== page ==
Besson’s Valerian sure is a wild ride
VALERIAN AND THE CITY OF A THOUSAND PLANETS (M, 137 MINS), DIRECTED BY LUC BESSON,
If you’re bothering to read this, then you’re probably already aware that Valerian and the City of a Thousand Planets has tanked big-time at the US box office.
In a year not under-endowed with tent-pole turkeys – hello King Arthur, Ghost in the Shell, The Great Wall Valerian Valerian Dune, Valerian et Laureline
Besson’s translation of the comics is polarising. The cast are too young, the plotting is just too silly (I scrawled Avatar-goes-toSesame Street in my notebook. Which doesn’t make a lot of sense, The but I’ll stand by it).
What I laughingly refer to as my credibility is probably about to take a dent bigger than the one it received when I said I liked Speed Racer. But I absolutely, flat out, completely indefensibly loved Valerian and the City of a Thousand Planets.
Besson (who also had a hand in the screenplay) is at his best when he lets his imagination off the leash and makes a film for the sheer pleasure of putting on a show. And Valerian gives him every opportunity to go bat-poo mad with the digital crayons.
As a feat of design – glaring, absurd, joyous and insane design – Valerian won’t easily be toppled. We tend to save our praise for the gloom-ridden visions of Blade Runner and its ilk, while being dismissive of anything candycoloured and hilarious. But what Besson and his team have done here – on the biggest screen you can find – is just startling.
The opening stanza, featuring Dane DeHaan – who is actually 31 years old, but looks about 12-anda-half – being pursued through a transdimensional 28th-century mall by an intergalactic, multispecies goon squad sets the tone for a film that refuses to ever rest, explain itself or play by the rules.
If you like your sci-fi at the Douglas Adams, Doctor Who and Terry Pratchett end of the scale, then you might like this Valerian as much as I did.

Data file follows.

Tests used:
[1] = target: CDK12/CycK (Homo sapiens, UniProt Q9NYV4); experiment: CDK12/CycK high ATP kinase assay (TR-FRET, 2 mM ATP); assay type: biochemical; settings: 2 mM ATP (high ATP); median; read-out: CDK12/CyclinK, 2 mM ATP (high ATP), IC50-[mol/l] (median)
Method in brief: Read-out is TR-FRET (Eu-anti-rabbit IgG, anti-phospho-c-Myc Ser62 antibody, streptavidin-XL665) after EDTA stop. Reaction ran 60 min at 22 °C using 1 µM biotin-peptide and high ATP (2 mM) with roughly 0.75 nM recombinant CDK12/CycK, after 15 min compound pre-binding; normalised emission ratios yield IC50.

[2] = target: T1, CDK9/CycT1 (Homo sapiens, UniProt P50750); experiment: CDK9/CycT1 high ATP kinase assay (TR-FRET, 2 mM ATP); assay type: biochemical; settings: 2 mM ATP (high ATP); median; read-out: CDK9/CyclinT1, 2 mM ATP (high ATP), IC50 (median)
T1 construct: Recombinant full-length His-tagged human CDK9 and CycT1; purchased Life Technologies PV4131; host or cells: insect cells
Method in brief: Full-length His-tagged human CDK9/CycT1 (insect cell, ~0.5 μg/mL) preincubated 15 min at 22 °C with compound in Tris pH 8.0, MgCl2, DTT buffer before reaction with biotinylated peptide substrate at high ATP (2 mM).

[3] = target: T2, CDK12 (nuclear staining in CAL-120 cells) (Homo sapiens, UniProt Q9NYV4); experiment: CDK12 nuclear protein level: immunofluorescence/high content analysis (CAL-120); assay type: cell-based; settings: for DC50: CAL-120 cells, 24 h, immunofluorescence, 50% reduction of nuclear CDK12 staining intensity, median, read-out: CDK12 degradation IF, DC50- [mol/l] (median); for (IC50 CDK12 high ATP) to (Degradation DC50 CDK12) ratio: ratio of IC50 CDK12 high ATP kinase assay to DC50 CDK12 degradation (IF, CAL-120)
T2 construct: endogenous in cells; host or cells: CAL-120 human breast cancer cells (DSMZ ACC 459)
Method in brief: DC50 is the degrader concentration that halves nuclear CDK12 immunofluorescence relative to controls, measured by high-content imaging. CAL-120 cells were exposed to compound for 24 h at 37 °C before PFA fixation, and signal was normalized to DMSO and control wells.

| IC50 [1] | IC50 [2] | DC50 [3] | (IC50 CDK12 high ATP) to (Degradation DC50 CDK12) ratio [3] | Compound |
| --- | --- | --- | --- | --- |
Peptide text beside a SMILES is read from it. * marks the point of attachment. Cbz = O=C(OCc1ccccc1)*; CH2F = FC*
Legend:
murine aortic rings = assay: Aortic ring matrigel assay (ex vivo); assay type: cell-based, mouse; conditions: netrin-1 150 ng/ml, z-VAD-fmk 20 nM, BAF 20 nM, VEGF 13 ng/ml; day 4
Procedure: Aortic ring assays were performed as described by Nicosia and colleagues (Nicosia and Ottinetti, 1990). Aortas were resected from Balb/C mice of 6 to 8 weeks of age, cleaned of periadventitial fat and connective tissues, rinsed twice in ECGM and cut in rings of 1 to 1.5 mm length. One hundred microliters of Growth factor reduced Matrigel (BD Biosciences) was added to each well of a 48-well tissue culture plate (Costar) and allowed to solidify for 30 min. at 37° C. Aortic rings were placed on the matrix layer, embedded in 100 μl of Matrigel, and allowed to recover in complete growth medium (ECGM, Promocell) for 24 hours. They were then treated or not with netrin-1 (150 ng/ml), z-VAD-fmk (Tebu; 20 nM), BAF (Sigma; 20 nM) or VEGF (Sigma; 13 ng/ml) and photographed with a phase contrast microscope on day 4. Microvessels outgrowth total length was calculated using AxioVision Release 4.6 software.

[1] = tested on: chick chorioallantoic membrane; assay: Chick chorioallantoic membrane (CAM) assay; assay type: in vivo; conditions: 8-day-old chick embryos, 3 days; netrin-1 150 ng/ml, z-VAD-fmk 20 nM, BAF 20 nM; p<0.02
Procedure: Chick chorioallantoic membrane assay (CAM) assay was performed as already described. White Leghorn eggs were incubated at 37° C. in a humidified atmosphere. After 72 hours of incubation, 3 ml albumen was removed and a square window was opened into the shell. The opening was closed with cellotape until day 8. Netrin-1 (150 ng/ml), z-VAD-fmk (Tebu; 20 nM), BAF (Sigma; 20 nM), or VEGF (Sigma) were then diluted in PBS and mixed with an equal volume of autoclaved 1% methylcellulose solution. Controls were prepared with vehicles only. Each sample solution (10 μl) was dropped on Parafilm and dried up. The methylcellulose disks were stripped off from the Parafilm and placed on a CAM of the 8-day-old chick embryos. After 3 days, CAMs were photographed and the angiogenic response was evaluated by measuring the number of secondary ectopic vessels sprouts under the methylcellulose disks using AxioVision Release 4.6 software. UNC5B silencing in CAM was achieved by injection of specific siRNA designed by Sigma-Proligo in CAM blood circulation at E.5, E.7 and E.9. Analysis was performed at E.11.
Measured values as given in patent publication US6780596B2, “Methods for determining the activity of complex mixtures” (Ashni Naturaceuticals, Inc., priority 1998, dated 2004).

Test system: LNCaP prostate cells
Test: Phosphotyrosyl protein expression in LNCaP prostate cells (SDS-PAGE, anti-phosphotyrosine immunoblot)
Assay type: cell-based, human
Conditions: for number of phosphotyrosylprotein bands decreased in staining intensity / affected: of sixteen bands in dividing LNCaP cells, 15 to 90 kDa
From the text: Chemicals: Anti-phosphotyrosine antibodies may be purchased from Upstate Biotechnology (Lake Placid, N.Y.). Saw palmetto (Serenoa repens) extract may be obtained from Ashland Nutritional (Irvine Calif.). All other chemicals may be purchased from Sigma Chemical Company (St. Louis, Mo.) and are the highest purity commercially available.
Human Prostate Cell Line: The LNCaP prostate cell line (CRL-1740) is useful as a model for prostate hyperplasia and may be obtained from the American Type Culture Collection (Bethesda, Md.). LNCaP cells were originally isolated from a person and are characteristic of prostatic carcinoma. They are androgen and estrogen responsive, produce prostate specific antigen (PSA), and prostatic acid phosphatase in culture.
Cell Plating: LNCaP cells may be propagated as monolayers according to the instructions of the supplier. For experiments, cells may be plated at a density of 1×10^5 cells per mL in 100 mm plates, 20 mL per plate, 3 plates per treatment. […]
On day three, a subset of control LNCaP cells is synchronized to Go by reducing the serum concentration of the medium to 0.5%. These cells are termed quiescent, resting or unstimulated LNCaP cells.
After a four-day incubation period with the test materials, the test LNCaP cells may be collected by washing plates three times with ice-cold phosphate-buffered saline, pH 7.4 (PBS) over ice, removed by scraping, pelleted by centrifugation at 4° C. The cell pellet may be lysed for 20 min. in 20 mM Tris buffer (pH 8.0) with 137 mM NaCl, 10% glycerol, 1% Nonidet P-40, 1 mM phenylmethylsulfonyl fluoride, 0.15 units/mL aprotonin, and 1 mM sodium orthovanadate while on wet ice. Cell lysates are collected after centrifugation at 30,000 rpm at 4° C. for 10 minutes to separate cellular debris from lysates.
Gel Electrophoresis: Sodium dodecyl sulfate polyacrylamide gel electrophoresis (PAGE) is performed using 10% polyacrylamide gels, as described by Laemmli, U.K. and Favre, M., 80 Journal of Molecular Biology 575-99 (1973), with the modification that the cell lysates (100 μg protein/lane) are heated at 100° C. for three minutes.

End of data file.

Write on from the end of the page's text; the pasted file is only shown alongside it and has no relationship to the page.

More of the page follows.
The plot, what there is of it, mostly revolves around a conspiracy to cover up the destruction of the home world of the people of Mul. All of whom look – in a nice way – like the progeny of Kate Moss and a Klingon.
The planet of hairless and mostly naked vaguely reptiloid supermodels got caught in the crossfire of some great interstellar bust-up years before. And it’s pretty obvious that Clive Owen – an actor who almost always looks slightly miscast, here playing the requisite Brit baddie – is in it up to his vaguely Nazi-esque, but limegreen, breeches.
In truth, the plot is just an excuse to fling DeHaan, Cara Delevingne – as Laureline – and sundry others into a succession of set-pieces that can only escalate in their ludicrousness.
The Rihanna-as-shapeshifting-burlesque-dancer scene that is all over the trailers exists for no reason other than that it can. But as a feat of design and film-making it’s going to be ripped-off and imitated for years.
Listen. So much of Valerian and the City of a Thousand Planets just doesn’t work. The script – by Besson – sounds like it has been run through Google translate and then printed out in the wrong order.
By bombarding us with spectacle in every frame, Besson keeps us watching, but never actually absorbed. But, for all that, Valerian and the City of a Thousand Planets kept me grinning pretty much from beginning to end.
Just for the look, the scale, the ambition and the sheer overwhelming goofiness of it, I’m a fan. I read last week that Speed Racer is being reevaluated by critics and turning up at midnight cult screenings.
Which is probably where Valerian is also going to find its truest audience, and for years to come. – Graeme Tuckett
As a feat of design – glaring, absurd, joyous and insane design – Valerian won’t easily be toppled.